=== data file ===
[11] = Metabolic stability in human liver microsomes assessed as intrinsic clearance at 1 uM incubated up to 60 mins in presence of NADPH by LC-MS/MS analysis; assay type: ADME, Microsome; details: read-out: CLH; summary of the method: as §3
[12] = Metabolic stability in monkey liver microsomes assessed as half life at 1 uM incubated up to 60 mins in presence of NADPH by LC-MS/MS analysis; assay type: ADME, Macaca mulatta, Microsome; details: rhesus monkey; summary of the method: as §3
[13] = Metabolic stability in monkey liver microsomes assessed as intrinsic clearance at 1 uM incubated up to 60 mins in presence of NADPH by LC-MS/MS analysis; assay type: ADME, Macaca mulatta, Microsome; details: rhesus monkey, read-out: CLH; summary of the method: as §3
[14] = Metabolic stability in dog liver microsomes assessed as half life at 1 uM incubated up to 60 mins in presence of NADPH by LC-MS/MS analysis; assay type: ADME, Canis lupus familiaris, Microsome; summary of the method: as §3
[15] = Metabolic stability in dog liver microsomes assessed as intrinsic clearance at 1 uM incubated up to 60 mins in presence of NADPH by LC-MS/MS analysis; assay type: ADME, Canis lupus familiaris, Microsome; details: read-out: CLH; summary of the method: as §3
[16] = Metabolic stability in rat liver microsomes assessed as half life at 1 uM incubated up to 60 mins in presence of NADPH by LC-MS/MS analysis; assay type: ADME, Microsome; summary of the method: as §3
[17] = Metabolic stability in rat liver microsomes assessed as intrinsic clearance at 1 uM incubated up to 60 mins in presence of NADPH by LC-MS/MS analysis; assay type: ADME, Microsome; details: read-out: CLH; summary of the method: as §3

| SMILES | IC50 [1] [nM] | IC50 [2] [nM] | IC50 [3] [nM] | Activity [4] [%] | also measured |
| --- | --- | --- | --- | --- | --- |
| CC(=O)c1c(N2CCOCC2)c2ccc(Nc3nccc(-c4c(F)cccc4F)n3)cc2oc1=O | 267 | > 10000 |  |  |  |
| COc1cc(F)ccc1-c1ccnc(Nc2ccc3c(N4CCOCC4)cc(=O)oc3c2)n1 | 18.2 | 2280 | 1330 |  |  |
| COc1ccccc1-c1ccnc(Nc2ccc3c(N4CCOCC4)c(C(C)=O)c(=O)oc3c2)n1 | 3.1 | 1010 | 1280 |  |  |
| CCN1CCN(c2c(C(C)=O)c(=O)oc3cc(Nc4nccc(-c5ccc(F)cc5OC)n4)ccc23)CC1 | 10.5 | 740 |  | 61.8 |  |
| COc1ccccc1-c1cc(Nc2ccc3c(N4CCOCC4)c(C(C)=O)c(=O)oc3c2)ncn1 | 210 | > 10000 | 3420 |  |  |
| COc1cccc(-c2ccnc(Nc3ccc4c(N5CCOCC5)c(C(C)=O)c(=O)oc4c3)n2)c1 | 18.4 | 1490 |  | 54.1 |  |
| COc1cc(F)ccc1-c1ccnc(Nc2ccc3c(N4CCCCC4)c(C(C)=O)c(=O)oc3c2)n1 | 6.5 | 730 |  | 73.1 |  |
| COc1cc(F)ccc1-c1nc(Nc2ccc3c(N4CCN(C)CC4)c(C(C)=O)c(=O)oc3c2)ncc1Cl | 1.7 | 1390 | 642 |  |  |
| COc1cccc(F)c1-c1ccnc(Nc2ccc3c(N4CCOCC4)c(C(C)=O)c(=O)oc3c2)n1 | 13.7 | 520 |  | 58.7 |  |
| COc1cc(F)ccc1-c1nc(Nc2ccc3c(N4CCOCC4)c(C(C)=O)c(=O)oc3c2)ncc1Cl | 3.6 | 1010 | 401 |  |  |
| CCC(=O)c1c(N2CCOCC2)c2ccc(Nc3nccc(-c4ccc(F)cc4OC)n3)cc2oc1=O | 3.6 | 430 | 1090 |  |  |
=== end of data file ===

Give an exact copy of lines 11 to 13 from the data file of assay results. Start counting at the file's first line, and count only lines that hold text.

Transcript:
| COc1cc(F)ccc1-c1ccnc(Nc2ccc3c(N4CCOCC4)cc(=O)oc3c2)n1 | 18.2 | 2280 | 1330 |  |  |
| COc1ccccc1-c1ccnc(Nc2ccc3c(N4CCOCC4)c(C(C)=O)c(=O)oc3c2)n1 | 3.1 | 1010 | 1280 |  |  |
| CCN1CCN(c2c(C(C)=O)c(=O)oc3cc(Nc4nccc(-c5ccc(F)cc5OC)n4)ccc23)CC1 | 10.5 | 740 |  | 61.8 |  |